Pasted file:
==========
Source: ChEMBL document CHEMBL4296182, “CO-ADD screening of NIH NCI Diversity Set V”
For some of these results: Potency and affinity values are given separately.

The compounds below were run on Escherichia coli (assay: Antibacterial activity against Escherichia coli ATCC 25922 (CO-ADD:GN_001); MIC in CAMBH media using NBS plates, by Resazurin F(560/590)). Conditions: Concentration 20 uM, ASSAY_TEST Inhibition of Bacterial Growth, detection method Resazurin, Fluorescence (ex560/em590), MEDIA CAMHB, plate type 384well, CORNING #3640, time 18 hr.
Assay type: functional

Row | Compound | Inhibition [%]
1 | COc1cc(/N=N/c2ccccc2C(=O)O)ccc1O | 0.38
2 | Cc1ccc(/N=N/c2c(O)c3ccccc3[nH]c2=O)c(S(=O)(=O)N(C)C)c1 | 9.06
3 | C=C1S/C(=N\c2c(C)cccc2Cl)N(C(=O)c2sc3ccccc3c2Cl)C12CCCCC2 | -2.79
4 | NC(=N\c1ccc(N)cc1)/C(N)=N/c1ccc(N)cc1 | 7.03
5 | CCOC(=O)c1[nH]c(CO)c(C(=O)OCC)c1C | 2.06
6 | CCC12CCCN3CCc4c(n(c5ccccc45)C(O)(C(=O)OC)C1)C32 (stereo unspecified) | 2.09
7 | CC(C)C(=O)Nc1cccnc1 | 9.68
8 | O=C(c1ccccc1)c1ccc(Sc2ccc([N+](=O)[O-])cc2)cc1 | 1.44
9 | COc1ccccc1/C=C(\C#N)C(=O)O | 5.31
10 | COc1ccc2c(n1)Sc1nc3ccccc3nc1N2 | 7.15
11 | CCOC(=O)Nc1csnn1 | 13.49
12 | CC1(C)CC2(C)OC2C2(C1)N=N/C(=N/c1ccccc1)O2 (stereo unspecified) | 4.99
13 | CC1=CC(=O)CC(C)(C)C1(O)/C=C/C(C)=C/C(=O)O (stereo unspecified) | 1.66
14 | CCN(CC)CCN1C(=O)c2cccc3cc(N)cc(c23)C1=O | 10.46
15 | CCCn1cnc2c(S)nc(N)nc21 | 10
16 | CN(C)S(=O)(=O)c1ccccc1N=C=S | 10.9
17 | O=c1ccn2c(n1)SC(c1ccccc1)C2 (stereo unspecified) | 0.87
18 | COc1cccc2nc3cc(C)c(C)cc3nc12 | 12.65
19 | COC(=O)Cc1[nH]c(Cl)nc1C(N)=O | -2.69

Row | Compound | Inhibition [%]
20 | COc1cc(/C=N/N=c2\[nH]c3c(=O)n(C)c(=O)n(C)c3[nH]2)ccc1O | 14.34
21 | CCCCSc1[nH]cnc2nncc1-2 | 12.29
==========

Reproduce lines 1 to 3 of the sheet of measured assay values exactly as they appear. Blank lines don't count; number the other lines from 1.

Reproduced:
Source: ChEMBL document CHEMBL4296182, “CO-ADD screening of NIH NCI Diversity Set V”
For some of these results: Potency and affinity values are given separately.

The compounds below were run on Escherichia coli (assay: Antibacterial activity against Escherichia coli ATCC 25922 (CO-ADD:GN_001); MIC in CAMBH media using NBS plates, by Resazurin F(560/590)). Conditions: Concentration 20 uM, ASSAY_TEST Inhibition of Bacterial Growth, detection method Resazurin, Fluorescence (ex560/em590), MEDIA CAMHB, plate type 384well, CORNING #3640, time 18 hr.